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Lorry drivers urged to vacate cabs during ferry crossings

Freight vehicle drivers that fail to leave their cabs while on board roll-on/roll off (ro-ro) ships are putting themselves in danger.

Lorry drivers urged to vacate cabs during ferry crossings
Image credit: iStock/ands456
The Marine Accident Investigation Branch (MAIB) issued a safety bulletin on the hazards of such vessels last month as it continues to investigate an incident on board a ro-ro passenger ferry on 18 December 2018.
P&O Ferries’ European Causeway was sailing from Larne in Northern Ireland to Cairnryan, Scotland, in bad weather when nine lorries on board toppled over. 
The investigation found that, despite being instructed by the ship’s crew to vacate the ro-ro deck after they had parked their vehicles, at least six drivers had remained in their cabs during the crossing. 
Four drivers were found in the freight vehicles that had toppled over, with one trapped inside his vehicle until he could be freed by the emergency services in Cairnryan. No-one was injured. 
The MAIB has called on the Road Haulage Association to encourage its members to take “robust action to improve and assure driver safety by helping ferry operators eliminate the issue of drivers remaining in the cabs of freight vehicles on ro-ro decks”.
In accordance with international regulations and industry best practice, P&O does not permit passengers to remain on the ro-ro decks while at sea. Nevertheless, the investigation revealed that the problem of drivers remaining in their vehicle cabs on ro-ro decks while ferries are on passage is not unique to P&O.
The safety warning highlighted that ro-ro decks are “hazardous and potentially life-threatening environments” that should only be occupied by trained seafarers who are “required to undertake safety and security patrols”.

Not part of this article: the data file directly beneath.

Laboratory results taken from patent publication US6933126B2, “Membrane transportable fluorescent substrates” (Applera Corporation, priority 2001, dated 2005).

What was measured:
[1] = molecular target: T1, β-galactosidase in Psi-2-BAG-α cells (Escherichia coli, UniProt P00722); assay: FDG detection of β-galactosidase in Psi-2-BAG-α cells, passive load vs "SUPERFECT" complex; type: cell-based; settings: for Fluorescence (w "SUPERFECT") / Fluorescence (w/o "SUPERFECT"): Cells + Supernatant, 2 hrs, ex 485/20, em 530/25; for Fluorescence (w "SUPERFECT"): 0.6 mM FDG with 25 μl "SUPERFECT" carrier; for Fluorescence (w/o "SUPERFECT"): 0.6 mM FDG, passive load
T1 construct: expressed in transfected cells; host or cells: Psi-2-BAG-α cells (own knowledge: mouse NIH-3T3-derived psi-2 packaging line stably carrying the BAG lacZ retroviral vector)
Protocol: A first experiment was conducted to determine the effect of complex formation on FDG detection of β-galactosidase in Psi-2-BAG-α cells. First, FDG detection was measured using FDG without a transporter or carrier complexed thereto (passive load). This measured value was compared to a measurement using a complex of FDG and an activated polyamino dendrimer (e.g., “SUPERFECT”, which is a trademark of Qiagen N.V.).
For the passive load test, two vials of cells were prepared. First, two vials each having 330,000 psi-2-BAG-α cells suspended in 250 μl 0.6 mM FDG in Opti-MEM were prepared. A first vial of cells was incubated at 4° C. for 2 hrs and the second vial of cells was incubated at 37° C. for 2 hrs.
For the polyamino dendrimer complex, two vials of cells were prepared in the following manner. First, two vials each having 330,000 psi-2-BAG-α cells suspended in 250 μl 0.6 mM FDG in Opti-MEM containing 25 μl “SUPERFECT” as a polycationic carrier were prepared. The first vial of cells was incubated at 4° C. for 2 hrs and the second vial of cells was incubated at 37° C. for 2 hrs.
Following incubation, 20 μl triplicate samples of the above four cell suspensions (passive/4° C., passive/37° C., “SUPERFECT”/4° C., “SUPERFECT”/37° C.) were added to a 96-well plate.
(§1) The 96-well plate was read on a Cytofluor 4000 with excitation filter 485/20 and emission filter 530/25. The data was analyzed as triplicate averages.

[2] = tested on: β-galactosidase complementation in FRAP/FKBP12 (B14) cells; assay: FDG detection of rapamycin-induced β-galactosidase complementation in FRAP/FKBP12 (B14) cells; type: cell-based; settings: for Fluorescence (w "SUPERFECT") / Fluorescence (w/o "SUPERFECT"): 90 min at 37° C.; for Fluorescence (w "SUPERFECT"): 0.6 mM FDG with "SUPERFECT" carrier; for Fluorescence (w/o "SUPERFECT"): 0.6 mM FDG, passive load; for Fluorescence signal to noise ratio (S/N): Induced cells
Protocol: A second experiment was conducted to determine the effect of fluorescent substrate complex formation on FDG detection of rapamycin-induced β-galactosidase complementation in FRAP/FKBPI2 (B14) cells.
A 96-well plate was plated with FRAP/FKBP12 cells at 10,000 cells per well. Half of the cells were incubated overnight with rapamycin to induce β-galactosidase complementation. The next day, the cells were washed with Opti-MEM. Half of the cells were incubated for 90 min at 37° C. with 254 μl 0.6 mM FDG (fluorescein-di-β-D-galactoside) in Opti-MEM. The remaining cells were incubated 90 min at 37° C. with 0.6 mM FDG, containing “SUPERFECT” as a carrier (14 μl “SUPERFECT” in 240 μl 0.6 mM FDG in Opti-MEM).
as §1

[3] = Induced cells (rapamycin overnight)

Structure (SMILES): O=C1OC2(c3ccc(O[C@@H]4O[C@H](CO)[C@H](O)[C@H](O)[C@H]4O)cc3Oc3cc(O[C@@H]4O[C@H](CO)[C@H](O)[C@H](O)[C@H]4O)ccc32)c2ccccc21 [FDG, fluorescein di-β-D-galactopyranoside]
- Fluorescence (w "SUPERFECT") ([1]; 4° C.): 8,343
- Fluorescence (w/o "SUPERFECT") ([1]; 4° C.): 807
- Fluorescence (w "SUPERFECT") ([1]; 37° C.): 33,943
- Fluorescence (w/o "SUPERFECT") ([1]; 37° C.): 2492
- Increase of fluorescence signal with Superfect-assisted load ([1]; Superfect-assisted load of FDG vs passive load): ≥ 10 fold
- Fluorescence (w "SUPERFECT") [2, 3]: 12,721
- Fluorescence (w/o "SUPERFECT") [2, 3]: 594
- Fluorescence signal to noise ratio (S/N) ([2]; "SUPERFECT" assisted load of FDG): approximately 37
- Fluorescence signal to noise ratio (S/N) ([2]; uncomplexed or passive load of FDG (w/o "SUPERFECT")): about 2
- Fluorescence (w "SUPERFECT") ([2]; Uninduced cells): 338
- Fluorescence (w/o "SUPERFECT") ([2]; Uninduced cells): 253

The MAIB said: “Drivers who remain on the vehicle deck of ro-ro ferries pose a danger to themselves, and can cause a delay to the emergency response, particularly in the event of a fire. 
“Any delay to the activation of fire suppression systems on the vehicle deck due to the need to undertake a muster and headcount of all persons on board could have catastrophic consequences to the whole vessel, its passengers and the environment. 
“Furthermore, drivers who have remained in their vehicle cabs could be in danger of asphyxiation by the fire, or as a result of the fire suppression systems that may be released by ship’s staff.”
A full incident report will be published when the investigation is complete. 


Keeley Downey is acting deputy editor of IOSH Magazine. She is a former editor of Biofuels International, Bioenergy Insight and Tank Cleaning Magazine

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